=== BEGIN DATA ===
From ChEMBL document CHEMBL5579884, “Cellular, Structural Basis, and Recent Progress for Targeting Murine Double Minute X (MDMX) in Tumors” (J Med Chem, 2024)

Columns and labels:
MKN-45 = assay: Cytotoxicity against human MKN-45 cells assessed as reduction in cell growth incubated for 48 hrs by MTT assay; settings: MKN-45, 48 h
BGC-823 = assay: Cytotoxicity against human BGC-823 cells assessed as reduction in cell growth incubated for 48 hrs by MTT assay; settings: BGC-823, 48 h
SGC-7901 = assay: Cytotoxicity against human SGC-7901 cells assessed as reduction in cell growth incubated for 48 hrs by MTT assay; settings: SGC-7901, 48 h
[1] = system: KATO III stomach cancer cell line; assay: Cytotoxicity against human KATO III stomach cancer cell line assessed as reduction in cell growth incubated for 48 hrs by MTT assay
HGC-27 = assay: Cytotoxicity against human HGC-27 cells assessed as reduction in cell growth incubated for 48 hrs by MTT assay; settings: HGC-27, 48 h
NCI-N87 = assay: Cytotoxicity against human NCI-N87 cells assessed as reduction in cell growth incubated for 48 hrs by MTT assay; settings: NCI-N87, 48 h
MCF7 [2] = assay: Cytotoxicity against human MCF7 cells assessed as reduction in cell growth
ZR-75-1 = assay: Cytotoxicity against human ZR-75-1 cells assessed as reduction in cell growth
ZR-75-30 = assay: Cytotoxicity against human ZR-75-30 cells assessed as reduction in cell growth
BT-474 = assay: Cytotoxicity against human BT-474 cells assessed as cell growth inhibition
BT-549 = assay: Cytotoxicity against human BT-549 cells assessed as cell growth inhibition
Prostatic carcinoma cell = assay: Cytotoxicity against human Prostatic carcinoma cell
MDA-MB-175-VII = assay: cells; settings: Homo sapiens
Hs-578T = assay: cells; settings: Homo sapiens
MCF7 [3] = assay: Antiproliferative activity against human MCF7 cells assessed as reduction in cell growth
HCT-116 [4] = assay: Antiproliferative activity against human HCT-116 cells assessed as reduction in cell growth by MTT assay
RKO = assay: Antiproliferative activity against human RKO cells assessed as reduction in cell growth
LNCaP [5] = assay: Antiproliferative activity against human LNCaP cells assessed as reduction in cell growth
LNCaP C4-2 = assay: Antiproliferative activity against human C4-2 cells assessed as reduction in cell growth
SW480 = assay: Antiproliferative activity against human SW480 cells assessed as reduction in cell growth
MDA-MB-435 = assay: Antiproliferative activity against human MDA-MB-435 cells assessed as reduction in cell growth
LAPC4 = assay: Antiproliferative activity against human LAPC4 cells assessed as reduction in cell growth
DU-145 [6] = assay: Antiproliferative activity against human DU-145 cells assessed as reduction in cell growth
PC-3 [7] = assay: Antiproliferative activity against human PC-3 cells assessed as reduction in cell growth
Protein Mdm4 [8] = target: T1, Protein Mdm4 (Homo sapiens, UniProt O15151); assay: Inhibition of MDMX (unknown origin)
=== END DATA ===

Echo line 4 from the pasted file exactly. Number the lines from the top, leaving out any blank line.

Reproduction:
BGC-823 = assay: Cytotoxicity against human BGC-823 cells assessed as reduction in cell growth incubated for 48 hrs by MTT assay; settings: BGC-823, 48 h